NCPA - National Center for Policy Analysis

Thousands Will Die Awaiting FDA Clinical Drug Trials

April 3, 2002

Each year, the Food and Drug Administration's (FDA) antiquated drug approval process denies thousands of Americans treatments with new drugs which might save their lives, critics charge. A case in point involves the cancer non-Hodgkins lymphoma (NHL).

Approximately 54,000 patients will be diagnosed with the incurable disease this year. As many as 25,000 will die of it. A subset of NHL called follicular lymphoma has an average survival time of some seven to eight years, but is ultimately incurable -- resulting in 4,000 to 5,000 deaths each year.

New, biologically-based, personalized treatments have an excellent likelihood of effectively treating - even curing -- this cancer. But the FDA's usual standard of randomized clinical trials to test the new treatment will make it unavailable to patients who need it -- and thousands will die while awaiting the results.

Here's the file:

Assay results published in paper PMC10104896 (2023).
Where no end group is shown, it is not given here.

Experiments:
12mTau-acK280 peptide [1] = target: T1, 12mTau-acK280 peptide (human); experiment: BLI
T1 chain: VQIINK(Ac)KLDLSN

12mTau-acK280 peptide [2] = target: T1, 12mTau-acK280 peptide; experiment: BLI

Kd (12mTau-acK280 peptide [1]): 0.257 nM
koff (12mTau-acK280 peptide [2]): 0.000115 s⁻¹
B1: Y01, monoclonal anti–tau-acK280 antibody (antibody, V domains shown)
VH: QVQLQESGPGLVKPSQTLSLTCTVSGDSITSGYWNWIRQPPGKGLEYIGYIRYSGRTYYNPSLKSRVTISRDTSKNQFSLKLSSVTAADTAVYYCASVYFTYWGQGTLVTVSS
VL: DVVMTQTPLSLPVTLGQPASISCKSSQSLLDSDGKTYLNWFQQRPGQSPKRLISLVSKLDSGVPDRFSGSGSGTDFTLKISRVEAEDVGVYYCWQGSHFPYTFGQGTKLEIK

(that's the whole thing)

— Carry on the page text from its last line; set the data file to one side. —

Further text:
• A 1999 cancer vaccine study showed 90 percent of the 22 NHL patients who received it had long remissions -- and 77 percent were in remission up to 74 months post treatment, as of 2001.
  • The National Cancer Institute -- with FDA guidance and consent -- is now planning an extensive five-year, randomized clinical trial of the vaccine involving 563 patients.
  • Since half the participants will receive the active vaccine, and half will get a vaccine with no known activity in lymphoma patients, 282 patients will be denied the active vaccine.
  • Moreover, 4,000 NHL patients will die each year during the study without ever having the opportunity to try the vaccine.

Medical specialists suggest it would be far preferable to allow individualized cancer therapies to be prepared by biotechnology companies under the guidance of experienced oncologists. One could then judge their long-term effectiveness by standard clinical means.

Source: Robert Oldham (South Carolina Biotechnology Association), "FDA Trials Cost Lives," Wall Street Journal, April 3, 2002.


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